I’m a bad novelist

Head in Hands“I need a new domain name,” I said to my friend Erin. “SFAuthor.net is boring.”

“I think you should just use your name,” she said to me. “Your name is your brand. You have robertkroese.com, don’t you?”

“Yeah,” I said. “But my name is too hard to spell and pronounce.”

“How do you pronounce your name?” she asked.

“RAH-bert,” I said.

“Don’t be an ass.”

“It’s pronounced KROO-zee.”

“Seriously?”

“Yeah. It’s terrible. And I want something with character. Back when I was blogging under the name Diesel at MattressPolice.com–”

“You what?”

“Oh, you didn’t know about that?” I asked. “I went by the name Diesel for about five years. It started when I was working at this place where there was this guy named Rob who was a complete asshole and–”

“Besides you, you mean.”

“Right, so one day one of my co-workers asked me what nickname I’d like. This is why you should always be ready with a cool nickname, by the way. Because you never know when somebody is going to ask you that question. Anyway, fortunately I’d given some thought to this matter, and I told her without hesitation that I wanted to be called ‘Diesel.'”

“Why?”

“Because it’s cool. I thought I explained that part already. Pretty soon everybody at the company was calling me Diesel. One of my co-workers later went to work for Google, and she only knew me as Diesel, so when she got me hired over there, that’s how she introduced me. I had Google executives calling me ‘Diesel’ for two years.”

“You’re such a dork.”

“No, it was awesome. They didn’t know I’d given myself the nickname. One time my boss mentioned me in a meeting and the attendees didn’t even realize I was a person. She said something like, ‘Oh, Diesel can fix that,’ and they thought it was some kind of new amazing artificial intelligence app somebody at Google had developed.”

“Huge dork.”

“Anyway, I’d secured the domain MattressPolice.com and I needed a cool blogger name to go with it, so I blogged under the name Diesel. But then I wrote a novel under my real name and had to get all respectable and shit.”

“So what happened to MattressPolice.com?”

“Sold it to a guy who claimed to be running a mattress watchdog organization.”

“I can’t tell if you’re joking.”

“That’s exactly what I said to the guy who bought it. The point is, I need something like that.”

“A persona, you mean.”

“Not a persona, exactly. I’ll use my real name. But I want a domain name that gives me some room to ruffle some feathers. People come to sfauthor.net or robertkroese.com and they don’t know what to expect. I want them to know right off that I’m…”

“You’re what?”

“Well, I’m not a typical novelist. If I were smart, I’d spend my free time networking with other authors, learning about Amazon sales algorithms, researching trends in publishing…”

“And instead you argue with people on Facebook.”

“Right. It’s a terrible marketing strategy. But I became a writer because I had stuff to say, and I’m not much of a writer if I’m constantly worried about offending people. I say what I want to say, and if people are offended, that’s their problem. At least, that’s what I do on Facebook and Twitter. But when it comes to posting on my website, I’m still a little reluctant to go all out, because it feels like this is my “professional” face. That’s why I went with sfauthor.net. Because it sounds like a real author‘s website. But the result is that I don’t post much except occasional updates about my books. And it’s boooooring. I want a domain that gives me leeway to write whatever the hell I want, even if that means I’m being a bad novelist. Hey!”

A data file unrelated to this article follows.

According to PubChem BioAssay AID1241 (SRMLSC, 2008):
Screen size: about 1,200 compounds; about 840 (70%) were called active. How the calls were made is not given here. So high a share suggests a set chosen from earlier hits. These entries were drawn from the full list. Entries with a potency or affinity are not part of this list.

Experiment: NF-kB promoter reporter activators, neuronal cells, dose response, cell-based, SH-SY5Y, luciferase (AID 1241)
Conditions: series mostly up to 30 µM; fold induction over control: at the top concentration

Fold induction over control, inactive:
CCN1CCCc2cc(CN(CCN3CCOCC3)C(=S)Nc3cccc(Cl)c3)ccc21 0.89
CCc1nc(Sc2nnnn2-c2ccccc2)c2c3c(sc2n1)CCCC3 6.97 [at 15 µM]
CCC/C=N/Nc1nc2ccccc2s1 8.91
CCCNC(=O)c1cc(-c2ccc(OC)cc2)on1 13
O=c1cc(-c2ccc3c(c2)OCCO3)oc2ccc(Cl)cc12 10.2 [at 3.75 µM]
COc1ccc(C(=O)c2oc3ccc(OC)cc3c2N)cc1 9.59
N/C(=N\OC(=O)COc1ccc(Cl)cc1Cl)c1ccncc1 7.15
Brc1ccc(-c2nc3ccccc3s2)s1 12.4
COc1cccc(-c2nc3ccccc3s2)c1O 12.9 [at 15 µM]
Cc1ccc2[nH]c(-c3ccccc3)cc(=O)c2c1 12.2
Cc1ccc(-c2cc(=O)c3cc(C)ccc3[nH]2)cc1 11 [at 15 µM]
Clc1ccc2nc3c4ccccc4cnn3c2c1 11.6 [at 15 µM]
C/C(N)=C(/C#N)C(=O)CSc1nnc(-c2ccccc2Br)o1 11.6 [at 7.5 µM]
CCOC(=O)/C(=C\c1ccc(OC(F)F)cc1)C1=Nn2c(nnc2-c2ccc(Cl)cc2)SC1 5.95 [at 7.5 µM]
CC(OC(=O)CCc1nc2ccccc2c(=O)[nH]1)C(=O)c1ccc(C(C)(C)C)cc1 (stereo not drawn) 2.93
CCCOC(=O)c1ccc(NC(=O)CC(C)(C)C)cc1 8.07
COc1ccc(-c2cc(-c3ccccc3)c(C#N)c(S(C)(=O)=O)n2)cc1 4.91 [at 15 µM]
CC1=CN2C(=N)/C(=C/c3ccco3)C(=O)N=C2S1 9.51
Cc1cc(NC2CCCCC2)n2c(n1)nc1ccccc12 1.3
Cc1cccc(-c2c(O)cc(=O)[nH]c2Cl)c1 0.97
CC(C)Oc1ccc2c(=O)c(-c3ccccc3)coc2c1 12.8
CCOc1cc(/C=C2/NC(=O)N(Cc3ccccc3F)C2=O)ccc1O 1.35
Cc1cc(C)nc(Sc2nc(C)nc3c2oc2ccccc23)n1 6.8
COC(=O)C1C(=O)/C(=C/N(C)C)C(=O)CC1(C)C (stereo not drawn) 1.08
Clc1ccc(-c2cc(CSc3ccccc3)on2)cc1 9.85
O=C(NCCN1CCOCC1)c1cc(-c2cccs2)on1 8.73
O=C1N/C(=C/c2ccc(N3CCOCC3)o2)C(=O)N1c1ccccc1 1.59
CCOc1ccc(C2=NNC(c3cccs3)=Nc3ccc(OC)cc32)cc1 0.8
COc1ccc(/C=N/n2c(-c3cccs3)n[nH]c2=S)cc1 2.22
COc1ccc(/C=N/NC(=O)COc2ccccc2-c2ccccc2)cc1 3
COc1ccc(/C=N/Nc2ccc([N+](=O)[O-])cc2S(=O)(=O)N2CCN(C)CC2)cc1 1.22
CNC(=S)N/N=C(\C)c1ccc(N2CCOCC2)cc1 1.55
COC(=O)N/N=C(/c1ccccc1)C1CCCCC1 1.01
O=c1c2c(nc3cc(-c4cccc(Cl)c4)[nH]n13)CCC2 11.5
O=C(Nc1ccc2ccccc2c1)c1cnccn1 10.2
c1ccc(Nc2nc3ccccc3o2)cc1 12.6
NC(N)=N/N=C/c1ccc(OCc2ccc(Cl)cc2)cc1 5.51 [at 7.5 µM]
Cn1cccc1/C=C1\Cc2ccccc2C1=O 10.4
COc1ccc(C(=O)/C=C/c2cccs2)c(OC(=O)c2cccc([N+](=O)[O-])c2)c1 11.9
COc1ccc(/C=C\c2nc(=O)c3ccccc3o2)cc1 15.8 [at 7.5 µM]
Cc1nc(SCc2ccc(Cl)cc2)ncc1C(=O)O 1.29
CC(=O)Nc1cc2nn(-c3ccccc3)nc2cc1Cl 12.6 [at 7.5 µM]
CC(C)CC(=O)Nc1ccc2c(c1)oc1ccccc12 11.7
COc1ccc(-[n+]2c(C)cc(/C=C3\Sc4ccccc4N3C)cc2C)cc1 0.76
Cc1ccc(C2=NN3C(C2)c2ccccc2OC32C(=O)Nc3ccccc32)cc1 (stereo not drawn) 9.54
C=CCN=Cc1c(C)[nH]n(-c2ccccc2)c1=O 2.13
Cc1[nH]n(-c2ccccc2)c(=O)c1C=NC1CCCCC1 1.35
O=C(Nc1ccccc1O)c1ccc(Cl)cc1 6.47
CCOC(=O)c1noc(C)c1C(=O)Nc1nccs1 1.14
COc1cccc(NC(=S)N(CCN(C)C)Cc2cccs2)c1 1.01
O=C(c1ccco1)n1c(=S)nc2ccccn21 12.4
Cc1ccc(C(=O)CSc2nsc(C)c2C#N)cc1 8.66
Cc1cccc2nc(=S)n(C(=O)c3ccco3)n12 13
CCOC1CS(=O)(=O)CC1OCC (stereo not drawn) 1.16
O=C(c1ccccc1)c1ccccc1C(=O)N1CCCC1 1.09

“No,” said Erin.

“What?” I said, typing furiously at my computer.

“Don’t do it.”

“Look, it’s available! BadNovelist.com! That could be me!”

“I said no.”

“Right, but I don’t think you’re seeing the potential here.”

“This is your brand. You want to advertise to everybody that you’re a bad novelist?”

“That’s the thing,” I said. “I am advertising it. I just want people to know that I’m aware of it.”

“That makes no sense. This is a terrible idea.”

“Exactly! I’m a bad novelist! Don’t you see?”

“No.”

“You’ll see. It’ll be great. BadNovelist.com. I’m doing it. Hey, do you think I should get a Punisher tattoo?”

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11 Comments on I’m a bad novelist

  1. Heh. As a marketing writer/project schlub for my day job, if you were my client I would strenuously advise against this branding and you would be giving me chest pains. But as your friend on social media, I’m sort of interested to see how this tactic will pan out. It does at least align with your “arguing with people on Twitter and Facebook” mission statement. :)

  2. I’m imagining a picture of a novelist sitting near a puddle of urine with a giant arm over him wielding a rolled up newspaper.

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